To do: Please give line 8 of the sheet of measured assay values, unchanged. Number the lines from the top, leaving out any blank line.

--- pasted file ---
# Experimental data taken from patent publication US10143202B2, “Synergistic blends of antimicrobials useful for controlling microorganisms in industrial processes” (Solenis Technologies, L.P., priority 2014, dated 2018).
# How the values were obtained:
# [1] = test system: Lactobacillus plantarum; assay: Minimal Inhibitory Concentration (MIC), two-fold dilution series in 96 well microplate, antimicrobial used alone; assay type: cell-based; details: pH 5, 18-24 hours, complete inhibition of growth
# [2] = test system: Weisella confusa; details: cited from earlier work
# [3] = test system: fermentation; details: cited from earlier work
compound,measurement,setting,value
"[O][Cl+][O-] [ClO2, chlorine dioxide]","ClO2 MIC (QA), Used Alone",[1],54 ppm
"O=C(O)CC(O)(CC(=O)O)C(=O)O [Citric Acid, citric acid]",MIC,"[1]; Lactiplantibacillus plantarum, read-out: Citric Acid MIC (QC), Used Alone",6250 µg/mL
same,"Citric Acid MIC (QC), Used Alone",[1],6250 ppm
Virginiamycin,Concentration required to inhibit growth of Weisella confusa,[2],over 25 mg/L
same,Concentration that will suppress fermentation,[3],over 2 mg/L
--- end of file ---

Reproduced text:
"O=C(O)CC(O)(CC(=O)O)C(=O)O [Citric Acid, citric acid]",MIC,"[1]; Lactiplantibacillus plantarum, read-out: Citric Acid MIC (QC), Used Alone",6250 µg/mL